Facing the challenges of future energy supply today

Fossil fuels such as coal or oil are becoming increasingly depleted. According to the calculations of many experts, the current oil production rate cannot be increased much further, while the effects of climate change are becoming more and more evident. Therefore, we are not only forced to save energy, but also to produce energy in the best possible environmentally and climatically friendly manner.

Against the background of this increasingly clearly emerging scenario, the development and expansion of renewable energies has already been pursued for many years. FUHR is also following this global trend in the further development of its ultramodern rolling technology; be it hybrid drives, photovoltaics, wind or hydro power – our demanding customers have good reasons to rely on our innovative rolling mills for highly efficient energy generation concepts.

But also in the area of conventional energy resource exploitation, such as offshore technology, our rolling technology is leading in the production of flexible pipes for flow lines and jumpers.

PHOTOVOLTAICS

Photovoltaic modules (PV modules) consist of several interconnected solar cells, which are combined with suitable materials into a sealed unit for protection against external influences like mechanical stress, weather conditions and corrosion.

PV modules consist of various components depending on the system: Crystalline modules are encapsulated with a front and rear module cover made of glass, acrylic or foil. The unit is sealed with liquid resin or with two foils under pressure and high temperature.

Since the voltage of a typical single silicon cell is, with 0.5 to 0.8 V,  too low for technical applications, several solar cells are generally interconnected in a serial or parallel way.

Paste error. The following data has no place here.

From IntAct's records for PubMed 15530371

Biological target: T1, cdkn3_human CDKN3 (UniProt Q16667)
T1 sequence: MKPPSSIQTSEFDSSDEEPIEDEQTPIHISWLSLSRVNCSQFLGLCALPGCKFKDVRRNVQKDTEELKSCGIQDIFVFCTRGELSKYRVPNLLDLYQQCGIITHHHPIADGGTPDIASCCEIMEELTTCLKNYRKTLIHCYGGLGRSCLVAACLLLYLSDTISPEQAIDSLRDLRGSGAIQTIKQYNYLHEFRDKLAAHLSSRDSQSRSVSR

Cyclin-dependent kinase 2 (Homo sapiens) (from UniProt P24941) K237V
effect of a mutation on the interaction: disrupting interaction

The individual solar cells are connected into modules by means of so-called interconnect ribbons – thin, annealed and tinned copper ribbons which are soldered onto the cells, and whose low yield strength of about 50 N/mm² allows them to follow the thermally induced changes in length of the cells without damage.

At the edge of a PV module the interconnect ribbons are connected with flat copper bands of greater cross section – the so-called busbars – which serve as current collectors and transport the whole of the current produced to the rear side of the PV module.

The interconnect ribbons and busbars are referred to collectively as PV ribbons. Instead of cutting these ribbons of rolled broad copper strip with length cutting equipment, cold rolling technology is used in their production. The advantage lies in the effectively unlimited length and the homogeneous edges of the ribbons produced.

FUHR provides highly productive rolling mills for the rolling of interconnect ribbons and busbars from round copper wire. The rolled ribbons are formed into coils and can then be annealed and tinned in later processes. These processes sometimes take place in line with the rolling mill.

WIND ENERGY

A wind power plant consists essentially of a rotor with a hub and rotor blades as well as a nacelle which contains the generator and often a gearbox. There are also systems with no gearbox. The rotating nacelle is mounted on a tower whose foundations provide the necessary stability. In addition, there is the monitoring, regulating and control system as well as the network connection technology.

In order to convert mechanical into electrical energy, three-phase asynchronous or synchronous generators are used. The generator is optimized for longevity, weight, size, maintenance requirement, cost and efficiency, where produces interactions between gearbox and network connection. The rotational speed of the generator can be constant, have two levels (for low and high wind speed) or be adjustable steplessly. For low rotational speeds, which occur with ungeared plant, synchronous generators are necessary.